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OSN team activities
The activities of each of the OSN teams mentioned is unclear—the agencies involved in OSN responded to our request for clarification by saying that “mutual aid” and “joint response” was commonplace, and that a collaborative response to trials for officers outside of the George Floyd murder did occur. “As with any event that could span across multiple agencies or government entities, affected groups met to discuss how collaboration could best occur to ensure public safety,” the Minneapolis Police Department said in an email. “These relationships and efforts continue. OSN is no longer operational.”
However, multiple email chains we examined dated in October included meetings of “OSN Communications,” “OSN Executive Team” and the “OSN Intel Team” related to preparations for protests that may arise around the trial of Kim Potter, the officer who killed Daunte Wright, as well as trials for the three officers other than Chauvin who were charged with crimes in connection with George Floyd’s murder. (Potter was found guilty of manslaughter and sentenced last month; the three officers involved in Floyd’s murder were convicted in federal court last month and are awaiting sentencing.) In one executive team meeting email, the agenda refers to the ongoing plans as “OSN 2.0.” Bruce Gordon, a spokesperson from the state Department of Public Safety, says any such reference was “informal,” and that “there never has been, nor is there now, an OSN 2.0.”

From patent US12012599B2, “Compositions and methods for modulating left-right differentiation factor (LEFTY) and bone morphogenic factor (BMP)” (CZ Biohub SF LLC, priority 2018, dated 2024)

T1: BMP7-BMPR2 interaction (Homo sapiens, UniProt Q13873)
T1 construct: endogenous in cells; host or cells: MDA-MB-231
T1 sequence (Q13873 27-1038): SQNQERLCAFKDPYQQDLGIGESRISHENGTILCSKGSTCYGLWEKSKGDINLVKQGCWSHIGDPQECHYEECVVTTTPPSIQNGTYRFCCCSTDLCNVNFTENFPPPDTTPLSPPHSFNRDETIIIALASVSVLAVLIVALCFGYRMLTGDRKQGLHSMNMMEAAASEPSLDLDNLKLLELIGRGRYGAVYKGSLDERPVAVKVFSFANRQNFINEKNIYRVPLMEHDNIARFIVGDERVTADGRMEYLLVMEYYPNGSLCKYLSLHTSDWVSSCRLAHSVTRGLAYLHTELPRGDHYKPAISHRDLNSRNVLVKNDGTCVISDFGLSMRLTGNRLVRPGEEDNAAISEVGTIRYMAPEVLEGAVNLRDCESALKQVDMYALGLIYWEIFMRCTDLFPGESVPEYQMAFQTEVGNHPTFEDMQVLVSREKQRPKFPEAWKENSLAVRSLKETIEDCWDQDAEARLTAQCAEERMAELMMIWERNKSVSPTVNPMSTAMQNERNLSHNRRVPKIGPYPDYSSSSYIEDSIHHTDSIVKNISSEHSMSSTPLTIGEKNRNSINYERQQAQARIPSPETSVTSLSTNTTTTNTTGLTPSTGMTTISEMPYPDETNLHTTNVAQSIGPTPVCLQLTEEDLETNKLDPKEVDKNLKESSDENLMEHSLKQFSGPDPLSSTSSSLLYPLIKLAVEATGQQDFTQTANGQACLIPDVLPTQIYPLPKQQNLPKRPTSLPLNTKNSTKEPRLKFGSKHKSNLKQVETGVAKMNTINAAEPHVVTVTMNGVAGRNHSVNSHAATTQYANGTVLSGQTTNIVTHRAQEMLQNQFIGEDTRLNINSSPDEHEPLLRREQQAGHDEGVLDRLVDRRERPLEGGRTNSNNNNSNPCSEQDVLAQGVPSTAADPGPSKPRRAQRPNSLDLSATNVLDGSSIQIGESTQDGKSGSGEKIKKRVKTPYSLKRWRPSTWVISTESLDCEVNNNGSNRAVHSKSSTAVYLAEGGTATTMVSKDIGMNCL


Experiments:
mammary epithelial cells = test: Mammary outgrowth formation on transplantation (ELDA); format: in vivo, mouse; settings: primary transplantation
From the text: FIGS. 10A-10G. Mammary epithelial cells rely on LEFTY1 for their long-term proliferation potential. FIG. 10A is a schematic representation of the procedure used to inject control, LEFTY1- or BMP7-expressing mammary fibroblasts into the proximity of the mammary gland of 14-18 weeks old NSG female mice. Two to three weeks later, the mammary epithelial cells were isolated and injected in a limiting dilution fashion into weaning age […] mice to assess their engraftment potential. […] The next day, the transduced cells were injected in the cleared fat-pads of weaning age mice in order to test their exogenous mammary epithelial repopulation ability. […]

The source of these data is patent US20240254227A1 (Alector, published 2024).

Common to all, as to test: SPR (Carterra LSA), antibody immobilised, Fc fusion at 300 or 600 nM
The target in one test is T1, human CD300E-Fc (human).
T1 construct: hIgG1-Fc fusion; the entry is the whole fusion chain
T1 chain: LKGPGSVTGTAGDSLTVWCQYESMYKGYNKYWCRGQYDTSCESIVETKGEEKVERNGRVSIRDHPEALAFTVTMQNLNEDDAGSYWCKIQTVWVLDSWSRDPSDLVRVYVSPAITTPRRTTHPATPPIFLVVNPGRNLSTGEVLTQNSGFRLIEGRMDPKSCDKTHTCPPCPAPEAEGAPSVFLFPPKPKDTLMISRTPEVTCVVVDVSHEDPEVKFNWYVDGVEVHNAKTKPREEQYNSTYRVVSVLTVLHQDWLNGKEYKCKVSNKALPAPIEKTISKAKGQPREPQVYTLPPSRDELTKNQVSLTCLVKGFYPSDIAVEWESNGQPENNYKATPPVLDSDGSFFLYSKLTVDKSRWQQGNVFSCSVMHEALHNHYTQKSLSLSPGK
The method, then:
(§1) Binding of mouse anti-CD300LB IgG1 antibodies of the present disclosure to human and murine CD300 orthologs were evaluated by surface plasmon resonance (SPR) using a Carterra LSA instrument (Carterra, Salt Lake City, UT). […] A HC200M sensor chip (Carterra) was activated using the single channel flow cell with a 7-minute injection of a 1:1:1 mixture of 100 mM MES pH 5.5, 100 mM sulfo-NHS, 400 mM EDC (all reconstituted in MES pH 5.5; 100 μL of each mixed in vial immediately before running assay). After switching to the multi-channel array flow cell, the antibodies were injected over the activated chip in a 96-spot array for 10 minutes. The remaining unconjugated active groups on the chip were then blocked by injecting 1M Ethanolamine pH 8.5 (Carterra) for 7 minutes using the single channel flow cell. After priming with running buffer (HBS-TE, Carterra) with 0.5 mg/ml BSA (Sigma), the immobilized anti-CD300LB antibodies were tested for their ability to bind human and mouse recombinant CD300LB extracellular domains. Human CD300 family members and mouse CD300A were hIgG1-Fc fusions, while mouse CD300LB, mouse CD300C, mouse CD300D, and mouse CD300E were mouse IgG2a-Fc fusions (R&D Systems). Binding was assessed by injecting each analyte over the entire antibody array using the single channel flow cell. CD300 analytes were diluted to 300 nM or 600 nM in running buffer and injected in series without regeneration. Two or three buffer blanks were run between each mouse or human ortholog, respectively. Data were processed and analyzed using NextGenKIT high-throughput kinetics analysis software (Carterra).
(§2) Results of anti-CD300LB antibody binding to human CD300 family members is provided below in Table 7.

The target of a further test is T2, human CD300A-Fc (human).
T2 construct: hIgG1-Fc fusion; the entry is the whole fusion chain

On the intelligence team, shared files used to pass information between law enforcement agencies continued to be added to and updated as of last October, which is the latest period covered by our records requests. The group was holding regular meetings, according to emails consisting of 12 people, including two from the FBI. In a response to a request for comment from MIT Technology Review, Cynthia Barrington, a public affairs officer with the FBI, said that the bureau’s activities extended to sharing information “through state and regional fusion centers.” Barrington also acknowledged the bureau’s involvement in preparations for protests stemming from trials other than Chauvin’s. “This was the case during the run up to the state trial involving former Minneapolis Police Officer Derek Chauvin, as well as during preparations preceding subsequent court activities surrounding recent highly publicized state and federal prosecutions.”
“The ‘Intel Team’ by name is an email group of local, state, and federal agencies with law enforcement responsibilities during OSN,” Gordon says. “These agencies are involved with other event planning, and the same group email may have been used in other, unrelated planning efforts. All agencies involved have ongoing responsibilities related to public safety that did not end when OSN ended.”
Munira Mohamed, a policy associate at the ACLU of Minnesota, said that the “porous nature” of collaborative law enforcement practices creates “all these opportunities for loopholes and to evade public scrutiny and public oversight.” Mohamed said the ongoing nature of OSN activities is a “tale of mission creep” and that “the history of surveillance and these law enforcement agencies is that once the infrastructure for something is set up, it kind of goes on unabated, it continues, and it becomes a permanent infrastructure.”
Although it is unclear to what extent the program’s ongoing nature is formal, many of the teams, operations, and communication structures put in place for OSN remain in effect to this day and are used to respond to protest activity. A spokesperson for the Minneapolis Police Department told MIT Technology Review in an email that the agency had “returned to normal operations at the conclusion of OSN effective Friday, April 23rd.” Hennepin County Sheriff’s Department has not responded to requests for comment.